CAMILLE MILLAR | August 27, 2019
In this post, we honor the life of Doumba Sannoh, a client of the Safe Families Office.
Amplifying the voices of survivors is the core of my work. But sometimes, despite all advocacy and care, a client does not make it through to survivorship.
On my best days, I get the privilege of helping clients adjust to their new realities—new freedom, new independence. On my worst days, I learn that a client lost their life.
Doumba Sannoh was born on January 16th, 2001 in Sierra Leone. She passed away on August 5th, 2018 in Riverdale, Georgia.
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Doumba was born into love. She was born into light. And she was born into conflict.
Two months after Doumba’s birth, the decade-long armed conflict that ravished Sierra Leone began. In 2005, in an attempt to escape the chaos, the Sannohs sought refuge in the United States. Shortly after arriving in the United States, Mr. Sannoh passed away, leaving Doumba and her mother Cecilia to navigate life together.
“When she was four years old, she liked to lead prayers. Father God, please protect me from any negative spirits and give my mother a lot of money.”
From childhood, Doumba felt the presence of God. She prayed. She prayed for herself, she prayed for friends, and she prayed for her mother. She believed everything she needed she already had.
When Doumba saw her friends going out to dinners with their families, she never asked her mother why they could not do the same.
Doumba knew her mother was doing the best that she could, and she was content. She never asked for more.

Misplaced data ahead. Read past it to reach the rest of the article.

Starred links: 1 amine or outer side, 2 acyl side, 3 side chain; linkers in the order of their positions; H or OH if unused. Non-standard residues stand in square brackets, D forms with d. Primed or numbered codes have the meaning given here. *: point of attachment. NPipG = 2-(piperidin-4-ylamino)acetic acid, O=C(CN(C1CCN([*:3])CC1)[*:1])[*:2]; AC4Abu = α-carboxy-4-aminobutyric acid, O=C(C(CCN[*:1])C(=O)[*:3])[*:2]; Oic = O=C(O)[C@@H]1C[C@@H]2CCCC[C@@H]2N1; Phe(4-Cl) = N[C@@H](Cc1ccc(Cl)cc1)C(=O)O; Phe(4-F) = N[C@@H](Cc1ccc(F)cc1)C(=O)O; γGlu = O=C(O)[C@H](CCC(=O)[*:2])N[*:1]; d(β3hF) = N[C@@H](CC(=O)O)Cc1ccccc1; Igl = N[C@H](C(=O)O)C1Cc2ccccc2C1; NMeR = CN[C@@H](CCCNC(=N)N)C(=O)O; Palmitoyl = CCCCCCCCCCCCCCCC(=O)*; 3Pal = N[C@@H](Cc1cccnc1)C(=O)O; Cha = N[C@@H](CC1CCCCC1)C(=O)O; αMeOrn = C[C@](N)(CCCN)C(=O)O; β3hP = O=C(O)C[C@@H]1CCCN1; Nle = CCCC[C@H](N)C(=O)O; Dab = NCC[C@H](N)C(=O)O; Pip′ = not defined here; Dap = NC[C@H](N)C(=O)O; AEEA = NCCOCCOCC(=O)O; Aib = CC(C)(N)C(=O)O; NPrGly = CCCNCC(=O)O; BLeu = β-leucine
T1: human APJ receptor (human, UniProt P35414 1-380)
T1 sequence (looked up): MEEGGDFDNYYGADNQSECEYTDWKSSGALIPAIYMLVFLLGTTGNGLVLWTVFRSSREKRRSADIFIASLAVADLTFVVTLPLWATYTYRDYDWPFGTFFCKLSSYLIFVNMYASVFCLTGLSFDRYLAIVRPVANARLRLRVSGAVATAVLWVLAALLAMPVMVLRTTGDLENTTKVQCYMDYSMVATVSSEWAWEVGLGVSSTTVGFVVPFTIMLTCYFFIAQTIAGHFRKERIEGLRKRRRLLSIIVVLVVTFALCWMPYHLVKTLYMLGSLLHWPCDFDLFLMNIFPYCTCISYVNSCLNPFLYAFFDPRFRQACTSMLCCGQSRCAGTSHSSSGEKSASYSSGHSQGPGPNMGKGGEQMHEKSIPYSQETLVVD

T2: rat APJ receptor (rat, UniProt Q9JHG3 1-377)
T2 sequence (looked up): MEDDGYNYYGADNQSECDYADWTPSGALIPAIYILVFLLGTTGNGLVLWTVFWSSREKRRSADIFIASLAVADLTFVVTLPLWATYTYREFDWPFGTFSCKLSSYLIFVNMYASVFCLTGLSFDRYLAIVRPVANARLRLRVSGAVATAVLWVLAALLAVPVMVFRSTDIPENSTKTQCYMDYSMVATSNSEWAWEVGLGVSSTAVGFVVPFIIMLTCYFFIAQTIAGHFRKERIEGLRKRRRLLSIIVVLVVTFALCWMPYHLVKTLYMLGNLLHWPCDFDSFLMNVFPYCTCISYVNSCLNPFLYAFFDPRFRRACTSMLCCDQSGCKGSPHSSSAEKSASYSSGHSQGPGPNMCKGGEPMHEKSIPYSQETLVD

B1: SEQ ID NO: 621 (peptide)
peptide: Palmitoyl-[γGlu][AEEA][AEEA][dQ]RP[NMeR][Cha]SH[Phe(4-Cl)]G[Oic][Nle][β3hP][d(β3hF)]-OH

“She was a respectful girl. She was very peaceful. She would give her friends her clothing simply because she knew they needed it. I remember when I was at work, even if it was just 50 cents, she would call and ask before taking it. All my friends at work would say, ‘Whoa, you have a good child. My kids would steal it.'”
Entering her teenage years, Doumba found a passion for people. She had a spirit of service.
Cecilia remembers her being very helpful to her family and friends. She was the person that people relied upon in their time of need. She would often borrow her mother’s car to pick up stranded friends.
This passion for people led her to dream of becoming an anesthesiologist—and Doumba was working hard to achieve that dream.
She was a straight-A student.
Two weeks before her 17th birthday, Doumba gave birth to a healthy little boy, Christopher.
She was young; there is no doubt about that, but she rose to the occasion. She loved him. She wanted to protect him.
“She didn’t like cooking. Every time I cooked that is when she would decide to do her homework. I would start making a meal and ask her for help. She would reply, ‘I’m looking through my papers.'”
Doumba Sannoh came with her mother to the Safe Families Office at the beginning of 2018. She obtained a 12-month protective order in February. A short six months later, her respondent murdered her.
When Doumba was in the Safe Families Office, her focus was getting resources for Christopher. She wanted him to have everything he deserved.
Through this tragedy, I have had the opportunity to get to know her mother, Cecilia, better. Through Cecilia’s strength and warmth, I can feel Doumba. I can feel her when Cecilia greets me with a hug and smile no matter the occasion. I can feel Doumba when I get weekly affirmation texts from Cecilia hoping that my weeks are blessed. I can feel her when I look at Christopher as he attempts to crawl in my lap to play with my phone.
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At the Safe Families Office, we do everything in our power to provide the tools and resources to survivors to help them before the unimaginable occurs. We hope that our community will continue to come together to talk about intimate partner abuse, so that we can disrupt the cycle of violence before it peaks.
Doumba’s life and legacy have taught me you cannot measure life in length. The only true measurement is the volume of love that is created.
Social Worker, Safe & Stable Families Project
Camille graduated with a B.S. in Social Work from Georgia State University in May of 2013. She quickly became an Americorps Vista, volunteering in Spartanburg, South Carolina from 2014 to 2015. Through this program, Camille worked at an outpatient drug treatment center. She also worked directly with adults suffering from behavioral health issues, improving health outcomes by connecting people to various community resources.